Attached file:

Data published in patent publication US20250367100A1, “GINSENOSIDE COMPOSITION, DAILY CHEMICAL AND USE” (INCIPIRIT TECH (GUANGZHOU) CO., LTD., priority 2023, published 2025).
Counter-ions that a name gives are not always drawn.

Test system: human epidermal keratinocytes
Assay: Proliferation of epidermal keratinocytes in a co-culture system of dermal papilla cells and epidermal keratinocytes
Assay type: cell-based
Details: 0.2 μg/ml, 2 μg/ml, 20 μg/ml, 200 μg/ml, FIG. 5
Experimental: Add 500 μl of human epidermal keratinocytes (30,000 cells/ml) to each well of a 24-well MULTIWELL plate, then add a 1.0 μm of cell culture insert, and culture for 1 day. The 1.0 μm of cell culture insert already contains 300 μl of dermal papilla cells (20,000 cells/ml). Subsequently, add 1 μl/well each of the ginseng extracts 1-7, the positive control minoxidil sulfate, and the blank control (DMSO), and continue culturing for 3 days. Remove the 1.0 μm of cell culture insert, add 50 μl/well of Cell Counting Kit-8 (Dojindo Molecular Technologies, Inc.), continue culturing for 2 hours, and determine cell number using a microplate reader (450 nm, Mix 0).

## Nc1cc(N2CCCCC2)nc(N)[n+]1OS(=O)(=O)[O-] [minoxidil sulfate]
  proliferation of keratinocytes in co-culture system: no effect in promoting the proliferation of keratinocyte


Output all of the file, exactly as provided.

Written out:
Data published in patent publication US20250367100A1, “GINSENOSIDE COMPOSITION, DAILY CHEMICAL AND USE” (INCIPIRIT TECH (GUANGZHOU) CO., LTD., priority 2023, published 2025).
Counter-ions that a name gives are not always drawn.

Test system: human epidermal keratinocytes
Assay: Proliferation of epidermal keratinocytes in a co-culture system of dermal papilla cells and epidermal keratinocytes
Assay type: cell-based
Details: 0.2 μg/ml, 2 μg/ml, 20 μg/ml, 200 μg/ml, FIG. 5
Experimental: Add 500 μl of human epidermal keratinocytes (30,000 cells/ml) to each well of a 24-well MULTIWELL plate, then add a 1.0 μm of cell culture insert, and culture for 1 day. The 1.0 μm of cell culture insert already contains 300 μl of dermal papilla cells (20,000 cells/ml). Subsequently, add 1 μl/well each of the ginseng extracts 1-7, the positive control minoxidil sulfate, and the blank control (DMSO), and continue culturing for 3 days. Remove the 1.0 μm of cell culture insert, add 50 μl/well of Cell Counting Kit-8 (Dojindo Molecular Technologies, Inc.), continue culturing for 2 hours, and determine cell number using a microplate reader (450 nm, Mix 0).

## Nc1cc(N2CCCCC2)nc(N)[n+]1OS(=O)(=O)[O-] [minoxidil sulfate]
  proliferation of keratinocytes in co-culture system: no effect in promoting the proliferation of keratinocyte